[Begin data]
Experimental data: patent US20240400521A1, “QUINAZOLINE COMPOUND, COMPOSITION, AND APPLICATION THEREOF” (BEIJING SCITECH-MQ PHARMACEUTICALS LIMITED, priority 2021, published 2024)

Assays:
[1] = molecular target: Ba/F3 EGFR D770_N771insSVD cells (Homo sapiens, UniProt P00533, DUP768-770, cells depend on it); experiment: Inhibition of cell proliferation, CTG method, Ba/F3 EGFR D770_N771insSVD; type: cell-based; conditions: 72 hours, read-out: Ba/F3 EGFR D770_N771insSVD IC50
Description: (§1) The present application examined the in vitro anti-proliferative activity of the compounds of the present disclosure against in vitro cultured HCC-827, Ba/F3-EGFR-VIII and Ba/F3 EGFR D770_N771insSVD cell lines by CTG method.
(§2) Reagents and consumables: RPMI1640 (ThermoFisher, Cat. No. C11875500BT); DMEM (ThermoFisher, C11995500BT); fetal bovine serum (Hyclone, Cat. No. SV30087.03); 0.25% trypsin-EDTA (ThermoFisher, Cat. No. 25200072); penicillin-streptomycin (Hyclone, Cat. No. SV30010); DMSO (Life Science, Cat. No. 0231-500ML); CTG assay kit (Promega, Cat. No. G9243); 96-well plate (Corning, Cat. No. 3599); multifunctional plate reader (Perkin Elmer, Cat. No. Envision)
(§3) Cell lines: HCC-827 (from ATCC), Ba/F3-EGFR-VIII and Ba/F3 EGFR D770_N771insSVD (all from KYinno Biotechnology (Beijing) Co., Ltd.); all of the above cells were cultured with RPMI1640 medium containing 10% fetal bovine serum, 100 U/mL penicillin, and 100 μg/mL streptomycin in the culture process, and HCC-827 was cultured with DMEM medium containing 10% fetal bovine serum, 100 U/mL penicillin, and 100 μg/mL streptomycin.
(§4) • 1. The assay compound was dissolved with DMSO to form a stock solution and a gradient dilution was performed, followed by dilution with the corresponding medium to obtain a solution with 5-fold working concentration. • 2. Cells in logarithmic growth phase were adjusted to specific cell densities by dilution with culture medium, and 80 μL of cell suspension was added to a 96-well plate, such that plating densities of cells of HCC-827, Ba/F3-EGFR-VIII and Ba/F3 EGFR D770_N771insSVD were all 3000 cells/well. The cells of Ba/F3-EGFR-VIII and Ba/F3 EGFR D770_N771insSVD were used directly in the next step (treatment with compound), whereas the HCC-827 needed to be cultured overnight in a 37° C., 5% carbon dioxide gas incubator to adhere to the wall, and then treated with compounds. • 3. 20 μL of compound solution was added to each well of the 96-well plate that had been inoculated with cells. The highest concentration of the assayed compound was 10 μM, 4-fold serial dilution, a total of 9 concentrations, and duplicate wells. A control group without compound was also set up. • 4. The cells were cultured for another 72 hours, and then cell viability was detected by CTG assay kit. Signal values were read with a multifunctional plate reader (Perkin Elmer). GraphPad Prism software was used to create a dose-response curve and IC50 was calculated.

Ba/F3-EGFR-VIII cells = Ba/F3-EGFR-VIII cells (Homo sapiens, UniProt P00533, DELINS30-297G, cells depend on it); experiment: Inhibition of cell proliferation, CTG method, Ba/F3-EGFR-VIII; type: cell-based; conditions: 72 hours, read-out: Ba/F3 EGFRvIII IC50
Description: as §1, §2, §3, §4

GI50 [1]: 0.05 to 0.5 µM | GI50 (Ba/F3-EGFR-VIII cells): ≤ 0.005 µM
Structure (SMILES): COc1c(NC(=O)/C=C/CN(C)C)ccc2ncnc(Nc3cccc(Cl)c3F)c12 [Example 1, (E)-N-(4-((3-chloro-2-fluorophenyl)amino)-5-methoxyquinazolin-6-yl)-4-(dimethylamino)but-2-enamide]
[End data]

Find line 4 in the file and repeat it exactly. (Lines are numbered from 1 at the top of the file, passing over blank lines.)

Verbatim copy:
Description: (§1) The present application examined the in vitro anti-proliferative activity of the compounds of the present disclosure against in vitro cultured HCC-827, Ba/F3-EGFR-VIII and Ba/F3 EGFR D770_N771insSVD cell lines by CTG method.